For long, only 3 species of Krait (excluding the sea kraits) were known to occur in Thailand; the Banded Krait, the Malayan (or Blue) Krait and the Red-headed Krait. In a book publication in 1999 this almost changed.
A photo by K.-D Schultz was published in “Amphibians and Reptiles of Peninsular Malaysia and Thailand” by T. Chan-ard, W. Grossmann, A. Gumprecht & K.-D. Schulz with the accompanying text:
“Bungarus cf. multicinctus
Adult female from Doi Inthanon National Park, Chiang Mai, Thailand, 1400 m elevation. The specimen was caught shortly after sundown on a road…”
But the authors had overlooked that the snake in the picture was not a krait at all… the easiest way to tell is the lack of the enlarged vertebral scale plates typical for the Bungarus genus (only not as distinctly visible in the Bungarus lividus).
The picture showed the harmless Dinodon septentrionalis, Northern Large-toothed Snake.
It shows that professional herpetologists are also just human. And on a positive note, better to believe a harmless large-toothed or wolf snake is a dangerous krait, than the other way around… (google will find you the story of Joe Slowinski, who was less fortunate with a wolf-snake-versus-krait-ID)
Even till today, many sources mention Thailand as part of the range of the Bungarus multicinctus, but all based on this false record.
However, in July 2016, we went on an expedition to a hardly-explored region of Thailand. We were not targeting kraits, but ahead of this trip, we did joke about how we were going to record the first Many-banded Krait in Thailand.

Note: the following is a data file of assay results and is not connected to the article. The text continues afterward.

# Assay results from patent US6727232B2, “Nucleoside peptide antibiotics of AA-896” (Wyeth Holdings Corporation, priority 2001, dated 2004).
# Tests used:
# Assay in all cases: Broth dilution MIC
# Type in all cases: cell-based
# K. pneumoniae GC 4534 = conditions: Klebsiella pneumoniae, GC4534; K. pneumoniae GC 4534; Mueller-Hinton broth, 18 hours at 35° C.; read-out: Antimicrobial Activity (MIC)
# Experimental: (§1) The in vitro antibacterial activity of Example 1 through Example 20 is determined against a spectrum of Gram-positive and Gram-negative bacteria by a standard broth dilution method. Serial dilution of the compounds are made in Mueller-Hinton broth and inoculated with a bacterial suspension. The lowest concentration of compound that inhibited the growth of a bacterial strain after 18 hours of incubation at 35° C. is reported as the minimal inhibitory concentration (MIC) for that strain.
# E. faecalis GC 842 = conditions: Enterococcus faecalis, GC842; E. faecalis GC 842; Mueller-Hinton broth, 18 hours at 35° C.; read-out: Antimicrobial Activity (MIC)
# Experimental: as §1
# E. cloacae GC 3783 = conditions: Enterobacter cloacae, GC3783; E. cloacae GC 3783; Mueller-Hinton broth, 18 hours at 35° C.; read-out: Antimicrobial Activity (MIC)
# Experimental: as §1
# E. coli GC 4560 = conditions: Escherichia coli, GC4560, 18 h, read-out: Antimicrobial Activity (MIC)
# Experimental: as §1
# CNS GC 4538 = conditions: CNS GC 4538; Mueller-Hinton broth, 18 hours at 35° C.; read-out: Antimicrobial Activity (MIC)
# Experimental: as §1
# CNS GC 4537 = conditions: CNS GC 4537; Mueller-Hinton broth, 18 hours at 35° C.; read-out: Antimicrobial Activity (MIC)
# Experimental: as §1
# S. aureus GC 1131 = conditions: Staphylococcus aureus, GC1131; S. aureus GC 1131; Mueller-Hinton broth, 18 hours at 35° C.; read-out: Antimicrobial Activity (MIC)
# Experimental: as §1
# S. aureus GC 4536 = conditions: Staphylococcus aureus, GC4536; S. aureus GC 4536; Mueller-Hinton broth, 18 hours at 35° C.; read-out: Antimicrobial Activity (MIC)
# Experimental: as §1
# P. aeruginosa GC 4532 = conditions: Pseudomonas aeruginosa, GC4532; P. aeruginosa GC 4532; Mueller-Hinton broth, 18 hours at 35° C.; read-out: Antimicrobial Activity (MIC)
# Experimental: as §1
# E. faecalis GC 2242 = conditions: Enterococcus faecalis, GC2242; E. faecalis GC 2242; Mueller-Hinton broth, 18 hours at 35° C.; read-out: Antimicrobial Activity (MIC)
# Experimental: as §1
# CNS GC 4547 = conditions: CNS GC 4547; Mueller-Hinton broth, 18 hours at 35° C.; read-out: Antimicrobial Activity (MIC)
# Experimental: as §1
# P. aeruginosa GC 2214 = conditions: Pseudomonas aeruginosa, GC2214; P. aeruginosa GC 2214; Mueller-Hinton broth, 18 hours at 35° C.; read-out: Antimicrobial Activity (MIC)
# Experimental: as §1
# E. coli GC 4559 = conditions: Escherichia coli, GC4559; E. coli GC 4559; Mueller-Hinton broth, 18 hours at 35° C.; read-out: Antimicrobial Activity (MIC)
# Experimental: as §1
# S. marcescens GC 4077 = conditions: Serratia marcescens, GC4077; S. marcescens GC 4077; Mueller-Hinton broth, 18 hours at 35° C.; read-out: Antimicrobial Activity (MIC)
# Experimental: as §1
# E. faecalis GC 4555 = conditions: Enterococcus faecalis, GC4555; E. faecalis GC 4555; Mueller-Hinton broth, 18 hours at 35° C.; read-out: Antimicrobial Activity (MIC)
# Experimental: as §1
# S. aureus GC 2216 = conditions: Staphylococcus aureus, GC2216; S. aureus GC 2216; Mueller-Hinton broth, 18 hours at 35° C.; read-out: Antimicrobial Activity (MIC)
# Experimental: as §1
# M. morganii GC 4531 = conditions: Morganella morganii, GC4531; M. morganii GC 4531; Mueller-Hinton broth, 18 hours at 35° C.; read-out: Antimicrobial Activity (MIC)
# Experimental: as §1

OK, we were not ruling out that this species could occur on Thai soil, but certainly we were NOT expecting that we would confirm its presence in Thailand within less than an hour in the area!
The night started great with a big Bungarus fasciatus crossing the road. And really in less than an hour, a 2nd snake revealed itself. We jumped out of our car and couldn’t believe our eyes. We really couldn’t. All we were saying was: “This looks very interesting! Very interesting!” Afraid to jump to conclusions too fast, we asked others about their opinion, initially even adding that it could well be a weird morph of a Bungarus candidus. But everyone agreed that it did not look anything like a Malayan Krait.
With a total white band count of 50, and based on the range, we concluded it to be Bungarus multicinctus wanghaotingi.
However, in 2018 a publication by Xie et al. revealed that the specimens known from China that had been recorded as Bungarus multicinctus wanghaotingi actually turned out to be Bungarus candidus. If correct, that means it will be almost impossible to distinguish these species visually. This has cast some doubt on our find as well. Perhaps our find is just an unusual looking variation on Bungarus candidus. A genetic study will be required to give us a final answer. To be continued!
But in September 2018 we officially confirmed another krait species from Thailand. June 2019 we published this first record of the Bungarus slowinskii – the Red River Krait – from Thailand.
More about this story see: Bungarus slowinskii – Red River Krait